SIMIT 2015 – A three day simulated deployment on various rescue scenarios

September 23, 2015 in U.S.A.R.

The month of September 2015 marked an important milestone in the calendar of the Emergency Fire & Rescue Unit (EFRU) thanks to its involvement in a SIMIT (Integrated System for Transboundary Italo-Maltese Civil Protection) Project Earthquake Rescue simulation organised by the Civil Protection Department of Malta (CPD), one of the five (5) partners in this project. Participants in this Simulation were local NGOs involved in the field of rescue and other Sicilian Rescue teams that were invited over purposely for the occasion.

This Simulation was held over the course of three days, from Thursday 3rd September to Saturday 5th, most of which time was occupied with different rescue scenarios for all the volunteers to work together while testing the preparedness of each team and gaining experiences that only such simulated deployments can offer.
The scenarios prepared by the CPD differed in nature and included search and rescue missions, confined space rescues, fire fighting scenarios and other rescue scenarios involving the use of high angle rescue equipment among others.

This whole experience came to an end with a lovely dinner cooked to perfection by members of the Scouts Association of Malta, which also forked in its share during the simulation by preparing a base camp in ‘Ghajn Tuffieha’ for the refugees as well as catering for all the rescuers and participants.

The EFRU participated with a team of 25 volunteers and was deployed by the CPD in all of the rescue scenarios prepared for this SIMIT Simulation that were situated in Malta. The vehicles used were the Unit’s Mess Van, its Dodge Fire Truck and three (3) Back up vehicles that are privately owned by the volunteers.

The management team of the EFRU would like to take this opportunity to thank the Civil Protection Department for organizing the various rescue scenarios for different volunteer teams to work together, thus simulating a true emergency in the event of a national disaster.

Are you interested in voluntary rescue work? Would you like to dedicate some time on a weekly basis to train yourself and participate in similar future opportunities that the EFRU offers to its volunteers, be it on a local or international platform?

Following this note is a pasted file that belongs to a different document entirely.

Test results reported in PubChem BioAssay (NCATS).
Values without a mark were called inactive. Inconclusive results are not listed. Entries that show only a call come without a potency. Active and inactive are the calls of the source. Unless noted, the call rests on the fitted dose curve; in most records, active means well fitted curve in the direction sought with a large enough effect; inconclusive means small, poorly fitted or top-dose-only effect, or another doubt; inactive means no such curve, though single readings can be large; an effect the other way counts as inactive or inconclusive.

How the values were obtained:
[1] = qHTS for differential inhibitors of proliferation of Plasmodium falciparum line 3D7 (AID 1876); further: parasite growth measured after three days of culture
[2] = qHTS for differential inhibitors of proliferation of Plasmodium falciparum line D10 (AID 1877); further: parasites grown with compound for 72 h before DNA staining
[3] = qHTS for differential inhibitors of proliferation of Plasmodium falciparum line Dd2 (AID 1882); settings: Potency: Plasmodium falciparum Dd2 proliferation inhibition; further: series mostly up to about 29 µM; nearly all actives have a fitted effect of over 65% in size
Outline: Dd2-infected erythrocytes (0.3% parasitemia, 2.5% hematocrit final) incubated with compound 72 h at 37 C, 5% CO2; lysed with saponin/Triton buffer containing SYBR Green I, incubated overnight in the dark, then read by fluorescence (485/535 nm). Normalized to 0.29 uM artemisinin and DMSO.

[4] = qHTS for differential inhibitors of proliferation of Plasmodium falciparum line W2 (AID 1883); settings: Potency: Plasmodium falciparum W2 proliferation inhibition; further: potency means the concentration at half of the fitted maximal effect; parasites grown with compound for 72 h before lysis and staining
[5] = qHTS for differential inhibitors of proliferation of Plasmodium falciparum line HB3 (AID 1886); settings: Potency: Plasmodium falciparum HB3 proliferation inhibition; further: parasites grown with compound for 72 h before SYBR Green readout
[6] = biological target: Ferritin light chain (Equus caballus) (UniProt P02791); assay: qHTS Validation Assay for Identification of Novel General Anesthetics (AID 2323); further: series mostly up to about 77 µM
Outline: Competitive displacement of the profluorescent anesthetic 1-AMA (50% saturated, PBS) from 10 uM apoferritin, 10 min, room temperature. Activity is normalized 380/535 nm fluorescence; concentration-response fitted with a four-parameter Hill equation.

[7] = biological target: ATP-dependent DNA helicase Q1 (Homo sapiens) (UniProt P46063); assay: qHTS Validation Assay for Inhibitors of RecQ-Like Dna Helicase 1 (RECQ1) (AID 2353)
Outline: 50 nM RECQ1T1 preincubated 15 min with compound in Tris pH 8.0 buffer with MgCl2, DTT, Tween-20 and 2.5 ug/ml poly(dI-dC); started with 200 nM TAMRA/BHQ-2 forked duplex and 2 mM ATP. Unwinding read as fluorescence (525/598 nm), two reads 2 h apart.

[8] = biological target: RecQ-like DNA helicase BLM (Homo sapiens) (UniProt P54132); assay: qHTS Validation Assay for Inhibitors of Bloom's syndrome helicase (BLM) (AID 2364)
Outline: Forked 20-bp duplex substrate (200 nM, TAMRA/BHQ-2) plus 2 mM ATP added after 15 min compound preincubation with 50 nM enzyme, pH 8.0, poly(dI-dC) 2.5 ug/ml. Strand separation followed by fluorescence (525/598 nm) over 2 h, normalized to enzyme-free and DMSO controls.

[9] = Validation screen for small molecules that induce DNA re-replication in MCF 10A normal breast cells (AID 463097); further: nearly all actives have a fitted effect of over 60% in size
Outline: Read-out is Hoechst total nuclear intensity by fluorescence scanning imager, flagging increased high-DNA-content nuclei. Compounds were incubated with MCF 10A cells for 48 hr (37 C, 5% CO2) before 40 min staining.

Send us an email on [email protected] and we will guide you accordingly.

Keith Borg
Manager PR & Funding

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EVOLSAR Rescue Training – June 2015

July 12, 2015 in U.S.A.R.

When I joined the EFRU around two years ago I did not know what lay ahead of me; I thought that I would only have to carry people in stretchers and administer first aid. Being a member of the EFRU has turned out to be much more than that. Over the past two years, I have seen the members of the administrative committee work hard towards improving on what the unit had already achieved.In my opinion, their best initiative was to team up with other volunteer rescue groups in other countries and therefore founding EVOLSAR. Teaming up with foreign groups gave us the opportunity to broaden our knowledge with regard to rescue techniques, and also helped us to become familiar with different techniques and rescue equipment used in other countries. This initiative strengthened the EFRU as a unit, and enhanced our capability of responding to cases of widespread disasters both locally and abroad, with the help of our new allies from other countries.

This June, I had the opportunity to experience first-hand the benefits of joining forces with other countries. Together with 3 other EFRU members, I attended a 1 week course on Rescue in Collapsed Structures in Portugal as delivered by EPS; another active organisation that forms part of EVOLSAR. This course was organised in such a way that a real life scenario is replicated. Basically this meant that we had to ration the food and water, sleep in tents and act as a self-sufficient unit. What made this scenario much more realistic and interesting is that 4 different countries participated in this training / exercise; the countries were Malta, Portugal, Cyprus and Italy. In a real life scenario, such as in the case of an earthquake, rescuers from different countries will flood in and have to work together to coordinate the rescue efforts. The first difficulty one will find when trying to coordinate such rescue efforts with rescuers from other countries is the language barrier. This was actually one of the main challenges we encountered during the training we had in Portugal, but on the other hand it made the exercise much more interesting and realistic.

The course was designed in such a way that it had a smooth build up, each and every day we woke up at 08:00 hrs and started working on a particular topic, starting with something simple and building up as we go. We finished each day tired but always satisfied of what we managed to achieve in such a short span of time.During our evening meals we took the opportunity to socialize and get to know the other participants; slowly but surely a bond between a group of people who had never met each other before this course, began to form. This bond proved to be critical during the last 2 days when we had a 24 hour exercise, as by that time we more or less knew the abilities of every individual; we had also figured out ways to communicate with each other and considered ourselves as a family on a mission. Unfortunately, during this exercise, I suffered a migraine attack, but this occurrence made me appreciate more the bond that we had managed to build in just one week. People who I had never met before this training took good care of me and genuinely showed concern, all this while they were sleep deprived and doing hard work in confined spaces.